Sen. Ron Johnson (R-Wis.) says the next round of stimulus checks should focus on those who are most in need, and be subject to more stringent eligibility requirements, to minimize the debt burden.
In a series of tweets, the Wisconsin Republican argued that targeting the aid more narrowly would avoid encumbering future generations by more borrowing.
“At the worst point of the COVID recession, total employment was down 25 million, but we sent relief checks to 166 million people. If we’re going to send out more checks, shouldn’t we target help to those who truly need it?” he said in a tweet on Dec. 29.
“Without targeting, $2,000/person payments will add $464 billion to the debt burden we are placing on our children. By effectively targeting relief, we can help those in need and minimize how much we are mortgaging our children’s future,” he wrote.
Johnson also referred to a recent study by the New York Federal Reserve, which found that the CARES Act’s economic relief payments in March were mostly used to boost Americans’ savings and to pay off debt, with just 18.2 percent of households using the stimulus checks to buy essential goods.
“The remaining 82 [percent] was spent on nonessentials, donations, debt payment, and increased savings. More reason to target a second round of checks,” Johnson wrote.
Known officially as economic impact payments (EIP), the current round of checks are part of the implementation of the Coronavirus Response and Relief Supplemental Appropriations Act of 2021, the pandemic relief bill that President Donald Trump signed on Dec. 27 and includes a second round of direct payments of up to $600 per person.
Trump said last week, however, that he wants to see Americans get paid $2,000 instead of $600 in stimulus payments.
The House of Representatives voted late on Dec. 28 to amend the COVID-19 relief bill to boost direct payments to Americans to $2,000 from $600. A two-thirds majority was required to pass the bill, known as the CASH Act. While it passed the Democratic-majority House in a 275–134 vote, Senate Majority Leader Mitch McConnell (R-Ky.) blocked a request for unanimous consent for the bill from Senate Minority Leader Chuck Schumer (D-N.Y.). While the CASH Act would grant $2,000 direct payments, it was missing the two other demands Trump had outlined when signing the omnibus spending measure and attached COVID relief bills on Dec. 27.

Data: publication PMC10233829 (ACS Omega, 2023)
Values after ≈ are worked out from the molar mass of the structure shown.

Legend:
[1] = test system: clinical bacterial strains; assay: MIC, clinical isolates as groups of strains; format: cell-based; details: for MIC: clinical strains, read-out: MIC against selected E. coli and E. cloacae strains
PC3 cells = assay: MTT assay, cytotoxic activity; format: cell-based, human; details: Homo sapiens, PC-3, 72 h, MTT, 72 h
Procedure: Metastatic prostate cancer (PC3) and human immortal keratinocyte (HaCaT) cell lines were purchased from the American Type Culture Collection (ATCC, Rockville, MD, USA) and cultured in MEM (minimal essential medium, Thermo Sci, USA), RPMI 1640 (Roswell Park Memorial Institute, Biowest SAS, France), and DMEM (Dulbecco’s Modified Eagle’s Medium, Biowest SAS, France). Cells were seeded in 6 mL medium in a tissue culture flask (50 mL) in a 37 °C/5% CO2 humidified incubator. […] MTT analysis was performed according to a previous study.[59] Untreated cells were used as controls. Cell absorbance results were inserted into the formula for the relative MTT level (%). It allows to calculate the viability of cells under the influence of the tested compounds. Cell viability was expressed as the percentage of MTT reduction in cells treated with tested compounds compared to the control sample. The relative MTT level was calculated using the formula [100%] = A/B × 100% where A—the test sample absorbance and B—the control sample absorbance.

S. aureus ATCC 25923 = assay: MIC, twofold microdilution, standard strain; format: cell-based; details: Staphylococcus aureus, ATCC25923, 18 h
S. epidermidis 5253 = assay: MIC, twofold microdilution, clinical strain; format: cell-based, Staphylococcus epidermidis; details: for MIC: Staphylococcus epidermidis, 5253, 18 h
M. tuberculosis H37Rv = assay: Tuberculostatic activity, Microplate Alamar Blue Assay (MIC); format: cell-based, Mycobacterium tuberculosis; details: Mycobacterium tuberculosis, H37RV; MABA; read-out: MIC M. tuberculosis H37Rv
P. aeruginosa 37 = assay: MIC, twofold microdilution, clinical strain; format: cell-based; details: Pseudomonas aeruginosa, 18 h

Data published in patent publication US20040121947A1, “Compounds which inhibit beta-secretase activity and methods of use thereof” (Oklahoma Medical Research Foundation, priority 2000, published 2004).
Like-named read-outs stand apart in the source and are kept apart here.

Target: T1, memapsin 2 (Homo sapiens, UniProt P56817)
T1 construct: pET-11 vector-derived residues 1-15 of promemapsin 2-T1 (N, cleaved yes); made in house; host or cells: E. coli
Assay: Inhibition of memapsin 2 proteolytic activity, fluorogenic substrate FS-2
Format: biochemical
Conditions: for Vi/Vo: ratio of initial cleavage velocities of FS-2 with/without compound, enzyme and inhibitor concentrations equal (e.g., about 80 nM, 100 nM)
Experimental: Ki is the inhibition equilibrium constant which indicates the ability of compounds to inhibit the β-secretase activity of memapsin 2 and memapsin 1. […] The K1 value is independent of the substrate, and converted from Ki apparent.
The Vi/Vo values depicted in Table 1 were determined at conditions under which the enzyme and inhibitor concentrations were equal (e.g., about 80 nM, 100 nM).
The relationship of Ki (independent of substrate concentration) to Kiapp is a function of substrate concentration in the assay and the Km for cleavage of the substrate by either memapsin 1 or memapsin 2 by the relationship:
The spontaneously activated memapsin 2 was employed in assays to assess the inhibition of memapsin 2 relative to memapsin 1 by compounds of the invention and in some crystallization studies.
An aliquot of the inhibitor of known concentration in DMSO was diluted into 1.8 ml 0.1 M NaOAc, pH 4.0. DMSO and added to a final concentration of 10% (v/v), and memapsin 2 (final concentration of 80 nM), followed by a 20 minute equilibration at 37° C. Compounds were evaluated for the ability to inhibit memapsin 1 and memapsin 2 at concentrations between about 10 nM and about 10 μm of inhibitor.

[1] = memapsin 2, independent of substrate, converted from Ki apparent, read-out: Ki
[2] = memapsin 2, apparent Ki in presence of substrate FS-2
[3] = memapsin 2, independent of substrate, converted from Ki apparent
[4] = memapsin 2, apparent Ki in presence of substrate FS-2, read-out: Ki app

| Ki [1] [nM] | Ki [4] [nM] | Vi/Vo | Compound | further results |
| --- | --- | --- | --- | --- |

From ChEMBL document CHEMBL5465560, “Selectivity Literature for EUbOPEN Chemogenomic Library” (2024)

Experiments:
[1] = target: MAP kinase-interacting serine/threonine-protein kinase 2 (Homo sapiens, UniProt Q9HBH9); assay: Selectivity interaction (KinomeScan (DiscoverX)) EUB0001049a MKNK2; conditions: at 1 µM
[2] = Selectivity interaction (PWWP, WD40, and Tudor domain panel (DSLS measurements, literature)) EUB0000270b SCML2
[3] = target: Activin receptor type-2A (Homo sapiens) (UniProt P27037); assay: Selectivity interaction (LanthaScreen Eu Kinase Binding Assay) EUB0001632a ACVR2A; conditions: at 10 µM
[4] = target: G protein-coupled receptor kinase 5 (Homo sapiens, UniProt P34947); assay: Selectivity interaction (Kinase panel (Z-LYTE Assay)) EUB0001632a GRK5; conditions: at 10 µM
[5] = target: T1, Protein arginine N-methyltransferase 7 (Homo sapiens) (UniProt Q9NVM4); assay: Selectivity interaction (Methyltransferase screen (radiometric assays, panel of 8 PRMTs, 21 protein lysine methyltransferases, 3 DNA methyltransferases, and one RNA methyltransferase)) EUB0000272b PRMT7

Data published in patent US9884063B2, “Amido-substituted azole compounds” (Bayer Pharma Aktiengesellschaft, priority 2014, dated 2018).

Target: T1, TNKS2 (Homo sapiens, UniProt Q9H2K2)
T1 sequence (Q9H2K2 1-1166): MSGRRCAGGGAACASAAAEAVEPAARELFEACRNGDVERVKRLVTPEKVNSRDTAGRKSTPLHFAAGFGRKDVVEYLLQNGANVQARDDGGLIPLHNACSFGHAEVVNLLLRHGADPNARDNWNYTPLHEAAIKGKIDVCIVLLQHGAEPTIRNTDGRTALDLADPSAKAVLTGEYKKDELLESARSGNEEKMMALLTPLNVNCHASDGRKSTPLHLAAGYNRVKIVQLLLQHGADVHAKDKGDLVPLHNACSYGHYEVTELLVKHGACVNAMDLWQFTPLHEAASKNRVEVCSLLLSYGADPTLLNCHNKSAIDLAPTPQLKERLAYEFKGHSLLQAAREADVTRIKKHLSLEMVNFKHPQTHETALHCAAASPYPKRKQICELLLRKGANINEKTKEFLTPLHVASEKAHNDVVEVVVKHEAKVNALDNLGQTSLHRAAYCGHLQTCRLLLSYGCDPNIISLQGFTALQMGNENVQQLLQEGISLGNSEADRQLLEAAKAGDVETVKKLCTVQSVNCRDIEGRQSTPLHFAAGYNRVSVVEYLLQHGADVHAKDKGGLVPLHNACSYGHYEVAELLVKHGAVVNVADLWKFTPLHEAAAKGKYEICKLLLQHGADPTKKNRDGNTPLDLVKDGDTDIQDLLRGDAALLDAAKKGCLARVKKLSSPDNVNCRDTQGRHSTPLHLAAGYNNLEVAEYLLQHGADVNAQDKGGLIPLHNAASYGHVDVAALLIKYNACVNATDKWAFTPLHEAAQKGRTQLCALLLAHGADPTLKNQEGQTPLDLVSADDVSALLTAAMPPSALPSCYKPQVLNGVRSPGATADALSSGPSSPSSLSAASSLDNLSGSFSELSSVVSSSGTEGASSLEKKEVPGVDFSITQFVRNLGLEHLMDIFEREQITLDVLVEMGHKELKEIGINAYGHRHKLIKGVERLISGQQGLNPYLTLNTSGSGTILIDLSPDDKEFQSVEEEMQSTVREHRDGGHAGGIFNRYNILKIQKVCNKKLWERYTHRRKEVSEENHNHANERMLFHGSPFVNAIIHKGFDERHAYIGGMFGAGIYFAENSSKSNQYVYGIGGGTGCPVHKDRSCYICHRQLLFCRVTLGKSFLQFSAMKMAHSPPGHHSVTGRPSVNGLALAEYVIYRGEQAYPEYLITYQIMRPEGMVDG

McConnell on Dec. 29 introduced a competing bill that combines the $2,000 direct payments requested by Trump with other issues the president backs, including repealing a law that shields Big Tech companies and a review of voter fraud allegations.
“Those are the three important subjects the president has linked together. This week, the Senate will begin a process to bring those three priorities into focus,” McConnell said in a speech on the Senate floor.
Trump said on Dec. 29 that Republicans need to approve the $2,000 stimulus checks.
“Unless Republicans have a death wish, and it is also the right thing to do, they must approve the $2,000 payments ASAP. $600 IS NOT ENOUGH!” Trump wrote in a post on Twitter.
Meanwhile, Americans can expect to start receiving the second round of stimulus checks, with some coming as early as Dec. 29, according to the Treasury Department.
“These payments may begin to arrive in some accounts by direct deposit as early as tonight and will continue into next week,” Treasury Secretary Steven Mnuchin wrote in a Dec. 29 tweet.
Paper checks were to begin going out by mail on Dec. 30, the Treasury Department said in a statement.
“This second round of payments will provide critical economic support to those who, through no fault of their own, have been adversely impacted by the COVID-19 pandemic,” the department stated.
The IRS said in a statement that eligible recipients will receive a payment of up to $600 for individuals or $1200 for married couples and up to $600 for each qualifying child. Dependents who are 17 and older don’t qualify for the child payment.
Those with an adjusted gross income for 2019 up to $75,000 for individuals and up to $150,000 for married couples filing joint returns and surviving spouses, will receive the full amount of the second payment. The payment amount is reduced for people with an income above those amounts, according to the IRS.